Review: Kit Kittredge: An American Girl

Based on the highly popular American Girl book series, 'Kit' plays out like a sweet-souled Nancy Drew mystery.

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Given its provenance, "Kit Kittredge: An American Girl," directed by Patricia Rozema and written by Ann Peacock, is a much better movie than you might expect. The first feature film based on the highly popular American Girl book series – there have already been three made-for-television American Girl movies – plays out like a sweet-souled Nancy Drew mystery.

Abigail Breslin plays Kit, whose derring-do rescues her family's home from foreclosure. The quaintness of the Cincinnati locale is blessedly unsugary. The filmmakers understand that, although this is the Depression as seen through the eyes of a spunky young girl, it is still the Depression.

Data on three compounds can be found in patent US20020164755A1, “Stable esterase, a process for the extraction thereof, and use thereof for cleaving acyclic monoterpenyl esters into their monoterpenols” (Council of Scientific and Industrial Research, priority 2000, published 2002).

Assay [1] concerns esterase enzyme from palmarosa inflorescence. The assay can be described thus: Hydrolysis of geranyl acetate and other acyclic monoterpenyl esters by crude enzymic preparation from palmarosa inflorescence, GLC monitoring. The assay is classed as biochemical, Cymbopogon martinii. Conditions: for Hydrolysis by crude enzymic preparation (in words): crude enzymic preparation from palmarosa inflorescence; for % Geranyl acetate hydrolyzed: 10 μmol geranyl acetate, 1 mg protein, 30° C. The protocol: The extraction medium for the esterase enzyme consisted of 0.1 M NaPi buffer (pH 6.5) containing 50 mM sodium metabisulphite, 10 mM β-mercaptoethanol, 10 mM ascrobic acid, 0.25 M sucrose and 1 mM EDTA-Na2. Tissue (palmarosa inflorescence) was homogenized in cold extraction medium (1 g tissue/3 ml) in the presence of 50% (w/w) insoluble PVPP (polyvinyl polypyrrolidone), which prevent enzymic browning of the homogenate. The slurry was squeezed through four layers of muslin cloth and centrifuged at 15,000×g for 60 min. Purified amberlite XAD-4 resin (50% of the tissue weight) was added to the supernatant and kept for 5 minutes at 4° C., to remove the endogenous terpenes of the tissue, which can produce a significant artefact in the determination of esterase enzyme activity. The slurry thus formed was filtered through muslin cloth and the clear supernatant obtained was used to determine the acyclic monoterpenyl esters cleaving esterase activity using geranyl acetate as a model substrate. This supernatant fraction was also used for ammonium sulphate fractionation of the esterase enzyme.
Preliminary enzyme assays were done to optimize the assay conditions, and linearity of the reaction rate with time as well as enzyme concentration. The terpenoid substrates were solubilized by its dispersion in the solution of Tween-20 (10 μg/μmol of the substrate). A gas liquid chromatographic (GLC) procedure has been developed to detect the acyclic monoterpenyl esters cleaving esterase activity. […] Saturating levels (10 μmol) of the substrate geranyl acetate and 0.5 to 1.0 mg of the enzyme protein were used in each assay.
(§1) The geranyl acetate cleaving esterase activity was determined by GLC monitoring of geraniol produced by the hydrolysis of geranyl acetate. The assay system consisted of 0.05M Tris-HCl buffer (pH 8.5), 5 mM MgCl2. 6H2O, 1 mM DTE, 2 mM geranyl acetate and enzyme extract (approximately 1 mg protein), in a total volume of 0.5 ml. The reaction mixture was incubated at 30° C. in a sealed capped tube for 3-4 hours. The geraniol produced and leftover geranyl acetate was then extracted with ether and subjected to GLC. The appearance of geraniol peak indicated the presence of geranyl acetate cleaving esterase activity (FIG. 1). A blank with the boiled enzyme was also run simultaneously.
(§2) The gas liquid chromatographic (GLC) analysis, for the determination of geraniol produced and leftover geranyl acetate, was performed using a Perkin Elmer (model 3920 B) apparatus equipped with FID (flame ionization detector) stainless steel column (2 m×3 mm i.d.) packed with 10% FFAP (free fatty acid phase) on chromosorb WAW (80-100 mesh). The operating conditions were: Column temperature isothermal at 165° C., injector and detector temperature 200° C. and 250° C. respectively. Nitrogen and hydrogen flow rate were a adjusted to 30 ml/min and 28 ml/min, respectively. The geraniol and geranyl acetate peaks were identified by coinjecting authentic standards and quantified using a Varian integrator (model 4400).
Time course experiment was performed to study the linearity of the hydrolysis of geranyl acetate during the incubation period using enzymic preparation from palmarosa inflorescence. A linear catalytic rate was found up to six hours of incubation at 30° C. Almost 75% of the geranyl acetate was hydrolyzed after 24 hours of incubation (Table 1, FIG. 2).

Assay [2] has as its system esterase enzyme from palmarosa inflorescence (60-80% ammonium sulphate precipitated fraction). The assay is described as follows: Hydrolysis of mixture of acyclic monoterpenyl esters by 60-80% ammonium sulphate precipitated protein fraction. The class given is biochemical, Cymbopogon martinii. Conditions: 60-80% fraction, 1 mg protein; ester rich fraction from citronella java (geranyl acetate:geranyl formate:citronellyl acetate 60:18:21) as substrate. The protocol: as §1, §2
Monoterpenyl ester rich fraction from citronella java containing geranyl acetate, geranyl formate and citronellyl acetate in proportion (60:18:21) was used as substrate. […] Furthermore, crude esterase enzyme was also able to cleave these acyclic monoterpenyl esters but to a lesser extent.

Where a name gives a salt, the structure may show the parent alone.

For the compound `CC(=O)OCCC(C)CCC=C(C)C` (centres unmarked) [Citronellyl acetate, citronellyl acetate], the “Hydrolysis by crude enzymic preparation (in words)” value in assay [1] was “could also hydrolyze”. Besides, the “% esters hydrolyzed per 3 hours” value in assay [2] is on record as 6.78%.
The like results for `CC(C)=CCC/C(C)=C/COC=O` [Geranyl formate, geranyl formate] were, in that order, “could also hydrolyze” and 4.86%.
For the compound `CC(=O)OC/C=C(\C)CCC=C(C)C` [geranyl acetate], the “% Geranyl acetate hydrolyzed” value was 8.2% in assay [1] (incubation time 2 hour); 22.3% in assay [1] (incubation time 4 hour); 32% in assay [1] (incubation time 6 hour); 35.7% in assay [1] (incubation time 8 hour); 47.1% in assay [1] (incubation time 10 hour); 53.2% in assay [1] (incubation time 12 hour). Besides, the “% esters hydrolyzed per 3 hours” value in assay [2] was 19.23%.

The cast is remarkably good. Breslin has overdone her welcome for me a bit since her "Little Miss Sunshine" days, but the movie also prominently features Stanley Tucci as a shady magician, Wallace Shawn as the crustiest of crusty newspaper editors, Julia Ormond as Kit's mother, and the always marvelous Joan Cusack as a mobile librarian. (Her mobile facial features are the film's comic high points.) Preteen girls – and not just those who are already American Girl fanatics – should be entranced. And why not? Not many movies for that audience are as respectful as is this one. Grade: A- (Rated G.)

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